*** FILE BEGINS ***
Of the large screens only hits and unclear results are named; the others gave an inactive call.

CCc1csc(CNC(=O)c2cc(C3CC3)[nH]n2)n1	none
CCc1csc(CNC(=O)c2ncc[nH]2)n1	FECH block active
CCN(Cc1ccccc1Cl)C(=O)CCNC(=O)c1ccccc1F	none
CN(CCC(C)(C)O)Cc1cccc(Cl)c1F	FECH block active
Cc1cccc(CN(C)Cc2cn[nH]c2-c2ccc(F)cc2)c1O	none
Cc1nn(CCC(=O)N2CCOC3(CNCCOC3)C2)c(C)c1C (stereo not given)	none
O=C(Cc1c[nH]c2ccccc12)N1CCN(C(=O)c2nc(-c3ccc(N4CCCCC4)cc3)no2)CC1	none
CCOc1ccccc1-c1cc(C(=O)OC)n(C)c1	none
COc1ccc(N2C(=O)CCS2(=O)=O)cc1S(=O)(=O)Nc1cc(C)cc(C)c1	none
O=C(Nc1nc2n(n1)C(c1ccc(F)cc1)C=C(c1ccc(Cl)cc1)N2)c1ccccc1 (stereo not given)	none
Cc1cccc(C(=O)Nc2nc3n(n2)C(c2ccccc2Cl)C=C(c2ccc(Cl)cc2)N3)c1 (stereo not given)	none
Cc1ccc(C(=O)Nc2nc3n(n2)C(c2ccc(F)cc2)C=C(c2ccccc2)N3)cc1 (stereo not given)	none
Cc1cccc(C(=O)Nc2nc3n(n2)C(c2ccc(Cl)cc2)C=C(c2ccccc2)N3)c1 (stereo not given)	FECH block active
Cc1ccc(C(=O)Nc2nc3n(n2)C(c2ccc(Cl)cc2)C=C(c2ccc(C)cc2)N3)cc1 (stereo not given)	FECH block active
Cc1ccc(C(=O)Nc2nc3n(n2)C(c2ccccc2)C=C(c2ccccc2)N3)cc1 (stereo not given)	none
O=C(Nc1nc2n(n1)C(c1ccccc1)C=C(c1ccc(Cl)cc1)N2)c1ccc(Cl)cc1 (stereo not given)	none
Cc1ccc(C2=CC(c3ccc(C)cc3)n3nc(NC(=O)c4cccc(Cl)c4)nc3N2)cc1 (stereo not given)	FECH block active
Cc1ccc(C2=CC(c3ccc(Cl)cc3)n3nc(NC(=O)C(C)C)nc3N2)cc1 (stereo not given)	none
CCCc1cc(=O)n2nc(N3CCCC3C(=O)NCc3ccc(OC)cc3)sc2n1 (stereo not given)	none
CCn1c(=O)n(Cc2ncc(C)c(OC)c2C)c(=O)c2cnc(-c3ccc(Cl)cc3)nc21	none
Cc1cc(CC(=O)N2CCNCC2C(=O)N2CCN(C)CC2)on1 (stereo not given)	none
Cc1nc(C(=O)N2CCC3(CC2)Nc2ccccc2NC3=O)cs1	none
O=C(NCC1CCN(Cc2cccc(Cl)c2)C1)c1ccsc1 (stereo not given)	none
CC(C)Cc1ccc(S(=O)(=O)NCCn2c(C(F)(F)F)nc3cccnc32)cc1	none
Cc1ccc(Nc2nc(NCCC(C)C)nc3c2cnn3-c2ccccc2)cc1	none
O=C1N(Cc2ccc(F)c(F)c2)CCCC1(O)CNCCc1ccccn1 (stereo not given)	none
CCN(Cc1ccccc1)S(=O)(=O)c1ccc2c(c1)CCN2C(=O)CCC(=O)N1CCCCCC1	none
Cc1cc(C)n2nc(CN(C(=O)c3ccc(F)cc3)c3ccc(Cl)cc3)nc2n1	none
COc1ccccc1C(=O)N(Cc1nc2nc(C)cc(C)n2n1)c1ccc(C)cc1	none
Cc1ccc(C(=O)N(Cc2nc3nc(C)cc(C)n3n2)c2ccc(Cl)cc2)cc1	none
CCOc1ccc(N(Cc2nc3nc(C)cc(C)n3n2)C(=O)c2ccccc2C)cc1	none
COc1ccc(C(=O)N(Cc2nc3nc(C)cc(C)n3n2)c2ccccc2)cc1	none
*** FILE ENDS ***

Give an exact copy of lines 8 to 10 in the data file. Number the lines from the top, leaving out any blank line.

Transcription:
O=C(Cc1c[nH]c2ccccc12)N1CCN(C(=O)c2nc(-c3ccc(N4CCCCC4)cc3)no2)CC1	none
CCOc1ccccc1-c1cc(C(=O)OC)n(C)c1	none
COc1ccc(N2C(=O)CCS2(=O)=O)cc1S(=O)(=O)Nc1cc(C)cc(C)c1	none